generalize

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generalize

/gen·er·al·ize/ (-ĭz)
1. to spread throughout the body, as when local disease becomes systemic.
2. to form a general principle; to reason inductively.

generalize

(jĕn′ər-ə-līz′)
v. general·ized, general·izing, general·izes
v.tr.
1.
a. To reduce to a general form, class, or law.
b. To render indefinite or unspecific.
2.
a. To infer from many particulars.
b. To draw inferences or a general conclusion from.
v.intr.
1.
a. To form a concept inductively.
b. To form general notions or conclusions.
2. Medicine To spread through the body. Used of a usually localized disease.

gen′er·al·iz′a·ble adj.
gen′er·al·iz′er n.

generalize

(jen′ĕ-ră-līz″) [L. generalis]
1. To become or render nonspecific.
2. To become systemic, as a local disease.
generalizable (jen″ĕ-ră-lī′ză-bl), adjectivegeneralizability (jen″ĕ-ră-lī″ză-bil′ĭt-ē)
References in periodicals archive ?
Further, more extensive research, possibly utilising face-to-face, semi-structured interviews should be conducted using a larger, random sample to produce generalisable results (Biau et al.
The moderate sample size and relatively few withdrawals or patients lost to follow-up suggest that our findings are likely to be generalisable to the Australian population.
Most importantly, the observations from these clinics may not be generalisable to other treatment settings.
As such the results of the study do not seem generalisable to the country's population as a whole.
First, the participants were receiving tertiary care, thus the findings may not be generalisable to the entire substance abuse population, a significant proportion of whom might not be in treatment.
Although the study was limited in that a convenience sample was used, and hence the results may not be generalisable to a larger area of India, it highlights a need for formal social resources such as social workers and agencies, to support parents of children with conditions of disability outside of the family.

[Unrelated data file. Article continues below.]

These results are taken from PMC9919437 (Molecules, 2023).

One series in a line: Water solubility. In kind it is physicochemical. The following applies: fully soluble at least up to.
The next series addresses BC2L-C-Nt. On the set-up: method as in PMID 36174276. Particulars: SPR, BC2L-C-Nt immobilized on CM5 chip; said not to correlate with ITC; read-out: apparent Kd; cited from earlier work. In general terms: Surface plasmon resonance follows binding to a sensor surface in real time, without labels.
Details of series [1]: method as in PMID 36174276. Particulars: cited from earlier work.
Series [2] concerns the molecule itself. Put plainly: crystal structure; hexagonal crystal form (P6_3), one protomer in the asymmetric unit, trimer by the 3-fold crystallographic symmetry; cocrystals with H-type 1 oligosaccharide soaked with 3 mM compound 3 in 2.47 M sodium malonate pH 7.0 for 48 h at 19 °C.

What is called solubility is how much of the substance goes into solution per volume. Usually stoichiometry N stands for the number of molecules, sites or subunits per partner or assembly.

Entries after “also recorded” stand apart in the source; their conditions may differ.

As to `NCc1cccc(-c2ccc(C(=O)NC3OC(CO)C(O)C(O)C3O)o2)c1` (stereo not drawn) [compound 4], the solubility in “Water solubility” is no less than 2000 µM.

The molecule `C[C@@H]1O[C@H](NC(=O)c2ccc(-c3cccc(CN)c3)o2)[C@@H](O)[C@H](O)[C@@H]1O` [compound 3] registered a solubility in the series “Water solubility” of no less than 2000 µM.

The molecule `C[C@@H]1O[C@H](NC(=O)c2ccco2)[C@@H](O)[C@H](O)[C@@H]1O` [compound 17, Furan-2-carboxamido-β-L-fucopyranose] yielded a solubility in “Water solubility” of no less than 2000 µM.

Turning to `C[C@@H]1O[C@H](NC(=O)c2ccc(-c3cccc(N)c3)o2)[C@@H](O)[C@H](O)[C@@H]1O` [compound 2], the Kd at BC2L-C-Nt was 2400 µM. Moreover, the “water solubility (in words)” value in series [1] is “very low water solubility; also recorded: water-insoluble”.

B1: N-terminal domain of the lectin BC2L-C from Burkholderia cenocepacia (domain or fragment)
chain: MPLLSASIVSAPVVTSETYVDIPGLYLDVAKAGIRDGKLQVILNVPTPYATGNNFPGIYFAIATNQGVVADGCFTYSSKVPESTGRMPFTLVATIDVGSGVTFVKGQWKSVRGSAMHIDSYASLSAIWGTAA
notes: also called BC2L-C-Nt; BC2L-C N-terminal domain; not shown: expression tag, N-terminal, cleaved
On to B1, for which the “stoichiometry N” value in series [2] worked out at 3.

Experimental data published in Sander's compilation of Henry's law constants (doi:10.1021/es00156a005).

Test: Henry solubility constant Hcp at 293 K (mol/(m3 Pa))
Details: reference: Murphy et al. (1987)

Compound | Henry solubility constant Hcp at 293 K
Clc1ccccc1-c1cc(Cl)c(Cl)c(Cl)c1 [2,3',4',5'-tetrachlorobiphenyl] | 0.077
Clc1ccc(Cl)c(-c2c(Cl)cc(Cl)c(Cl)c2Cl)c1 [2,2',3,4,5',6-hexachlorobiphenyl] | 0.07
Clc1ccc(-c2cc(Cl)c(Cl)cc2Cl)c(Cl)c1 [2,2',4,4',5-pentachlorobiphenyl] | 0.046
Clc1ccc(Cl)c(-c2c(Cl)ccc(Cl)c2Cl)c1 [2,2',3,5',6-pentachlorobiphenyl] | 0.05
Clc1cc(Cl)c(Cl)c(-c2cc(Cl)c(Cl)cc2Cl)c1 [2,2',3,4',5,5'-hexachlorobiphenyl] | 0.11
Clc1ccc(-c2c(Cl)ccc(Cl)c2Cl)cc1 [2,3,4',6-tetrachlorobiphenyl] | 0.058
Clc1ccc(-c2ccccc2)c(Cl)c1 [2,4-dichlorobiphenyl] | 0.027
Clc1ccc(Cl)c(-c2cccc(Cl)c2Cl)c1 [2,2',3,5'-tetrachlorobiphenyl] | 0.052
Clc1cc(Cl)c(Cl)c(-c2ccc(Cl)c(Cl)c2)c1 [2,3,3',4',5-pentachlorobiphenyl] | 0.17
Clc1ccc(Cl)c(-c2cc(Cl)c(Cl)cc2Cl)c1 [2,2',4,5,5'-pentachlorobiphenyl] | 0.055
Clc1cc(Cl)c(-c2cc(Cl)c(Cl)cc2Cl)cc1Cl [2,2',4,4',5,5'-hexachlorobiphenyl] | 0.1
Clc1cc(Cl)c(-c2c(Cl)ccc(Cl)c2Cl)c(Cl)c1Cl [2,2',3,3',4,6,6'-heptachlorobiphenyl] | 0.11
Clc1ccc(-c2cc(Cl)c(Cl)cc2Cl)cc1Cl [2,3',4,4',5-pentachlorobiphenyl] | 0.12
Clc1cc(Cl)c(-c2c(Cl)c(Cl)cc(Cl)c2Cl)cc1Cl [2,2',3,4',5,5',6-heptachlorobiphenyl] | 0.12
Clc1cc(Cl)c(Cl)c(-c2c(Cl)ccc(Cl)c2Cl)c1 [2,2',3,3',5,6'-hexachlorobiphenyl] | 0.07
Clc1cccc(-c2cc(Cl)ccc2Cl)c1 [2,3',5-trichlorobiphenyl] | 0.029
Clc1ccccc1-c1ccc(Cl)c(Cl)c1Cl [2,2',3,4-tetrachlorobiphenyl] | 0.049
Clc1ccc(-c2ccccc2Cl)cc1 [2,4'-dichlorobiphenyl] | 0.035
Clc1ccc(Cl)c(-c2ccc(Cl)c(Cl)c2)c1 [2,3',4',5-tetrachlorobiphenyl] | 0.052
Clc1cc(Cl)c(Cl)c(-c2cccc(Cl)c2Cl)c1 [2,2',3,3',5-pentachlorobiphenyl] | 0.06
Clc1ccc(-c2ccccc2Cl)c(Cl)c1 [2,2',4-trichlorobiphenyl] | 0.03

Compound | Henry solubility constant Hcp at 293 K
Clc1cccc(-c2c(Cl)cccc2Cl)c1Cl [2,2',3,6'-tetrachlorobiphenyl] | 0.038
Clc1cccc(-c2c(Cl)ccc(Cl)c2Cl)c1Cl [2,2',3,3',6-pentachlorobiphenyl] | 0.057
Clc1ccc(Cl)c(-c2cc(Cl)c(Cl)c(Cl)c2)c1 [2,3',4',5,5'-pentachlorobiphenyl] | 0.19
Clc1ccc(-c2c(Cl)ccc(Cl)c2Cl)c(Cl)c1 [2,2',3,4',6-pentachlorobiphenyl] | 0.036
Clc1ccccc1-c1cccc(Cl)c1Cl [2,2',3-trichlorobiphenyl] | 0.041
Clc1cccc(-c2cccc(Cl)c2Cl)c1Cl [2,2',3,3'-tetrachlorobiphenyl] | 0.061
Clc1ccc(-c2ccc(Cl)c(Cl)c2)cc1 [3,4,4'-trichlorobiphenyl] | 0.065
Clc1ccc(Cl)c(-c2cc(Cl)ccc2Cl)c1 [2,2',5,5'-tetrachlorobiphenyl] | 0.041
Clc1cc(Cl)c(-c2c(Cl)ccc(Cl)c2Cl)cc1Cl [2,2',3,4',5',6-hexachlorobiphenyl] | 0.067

As this research is a case study, the findings are inevitably specific to the particular time and place (Yin, 2003); they are not generalisable to all classes.
The mathematical solution provides little insight into this particular form of reasoning however, a teacher might invite the class to explore the use of subtraction and the relative size of the terms in the ratios to determine whether the student's reasoning was plausible and generalisable.
However, these findings may not be generalisable to water infrastructure projects in other countries due to political, legal, economic and environmental differences.
Two previous studies showed that daily use of the combination was effective in both men and women but it was not certain how generalisable the data from those studies were to single women, women with multiple partners, or women who may not know whether their husband/partner has HIV.
The in house' issue comes through clearly: it is based on exceptional circumstances and is not generalisable since it is a tolerated exception when it is locally demonstrated.
While these limitations are important to note, the present study did not intend to provide generalisable findings but rather to investigate the link between insecure attachment and OCSB.